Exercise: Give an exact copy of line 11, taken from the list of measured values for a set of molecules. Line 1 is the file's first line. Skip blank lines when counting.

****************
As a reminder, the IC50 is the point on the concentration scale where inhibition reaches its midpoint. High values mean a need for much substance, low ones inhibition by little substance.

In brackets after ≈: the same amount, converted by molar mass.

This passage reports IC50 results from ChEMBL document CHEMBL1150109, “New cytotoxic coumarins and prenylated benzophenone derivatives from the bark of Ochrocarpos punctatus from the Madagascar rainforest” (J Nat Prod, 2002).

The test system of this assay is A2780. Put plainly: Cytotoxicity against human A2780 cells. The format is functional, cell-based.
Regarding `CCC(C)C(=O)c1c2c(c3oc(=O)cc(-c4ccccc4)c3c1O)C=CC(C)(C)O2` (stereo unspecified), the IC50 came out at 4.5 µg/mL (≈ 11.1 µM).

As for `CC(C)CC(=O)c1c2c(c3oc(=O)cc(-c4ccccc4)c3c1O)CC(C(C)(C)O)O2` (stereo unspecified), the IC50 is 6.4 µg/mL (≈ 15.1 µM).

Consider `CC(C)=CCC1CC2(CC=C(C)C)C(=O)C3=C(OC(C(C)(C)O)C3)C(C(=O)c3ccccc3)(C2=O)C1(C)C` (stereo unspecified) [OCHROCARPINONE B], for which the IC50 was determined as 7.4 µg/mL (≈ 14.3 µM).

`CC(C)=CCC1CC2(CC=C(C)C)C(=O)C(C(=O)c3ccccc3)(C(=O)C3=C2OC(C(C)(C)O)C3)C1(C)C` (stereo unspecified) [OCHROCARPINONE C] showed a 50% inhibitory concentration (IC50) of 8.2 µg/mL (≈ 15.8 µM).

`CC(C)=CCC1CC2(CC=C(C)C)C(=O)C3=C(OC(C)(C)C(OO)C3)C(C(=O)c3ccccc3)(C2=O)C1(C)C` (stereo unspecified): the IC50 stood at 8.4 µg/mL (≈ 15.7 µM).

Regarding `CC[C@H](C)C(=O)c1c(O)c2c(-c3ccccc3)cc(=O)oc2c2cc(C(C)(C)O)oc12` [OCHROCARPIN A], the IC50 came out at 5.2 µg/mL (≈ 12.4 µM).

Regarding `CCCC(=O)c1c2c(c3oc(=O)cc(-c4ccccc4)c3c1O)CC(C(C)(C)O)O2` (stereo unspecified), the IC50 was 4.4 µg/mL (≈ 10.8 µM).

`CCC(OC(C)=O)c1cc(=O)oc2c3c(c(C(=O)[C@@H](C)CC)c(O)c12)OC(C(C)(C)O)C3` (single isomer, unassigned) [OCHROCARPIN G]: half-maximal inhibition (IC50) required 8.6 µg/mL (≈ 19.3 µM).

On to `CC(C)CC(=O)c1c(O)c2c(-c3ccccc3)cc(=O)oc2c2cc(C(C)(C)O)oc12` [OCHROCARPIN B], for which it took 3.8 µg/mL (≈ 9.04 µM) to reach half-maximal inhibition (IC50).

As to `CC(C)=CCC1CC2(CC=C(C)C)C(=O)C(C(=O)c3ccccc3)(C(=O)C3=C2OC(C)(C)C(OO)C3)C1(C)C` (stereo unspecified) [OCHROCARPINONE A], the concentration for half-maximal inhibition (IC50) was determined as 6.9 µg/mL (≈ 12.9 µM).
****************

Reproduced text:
Regarding `CCCC(=O)c1c2c(c3oc(=O)cc(-c4ccccc4)c3c1O)CC(C(C)(C)O)O2` (stereo unspecified), the IC50 was 4.4 µg/mL (≈ 10.8 µM).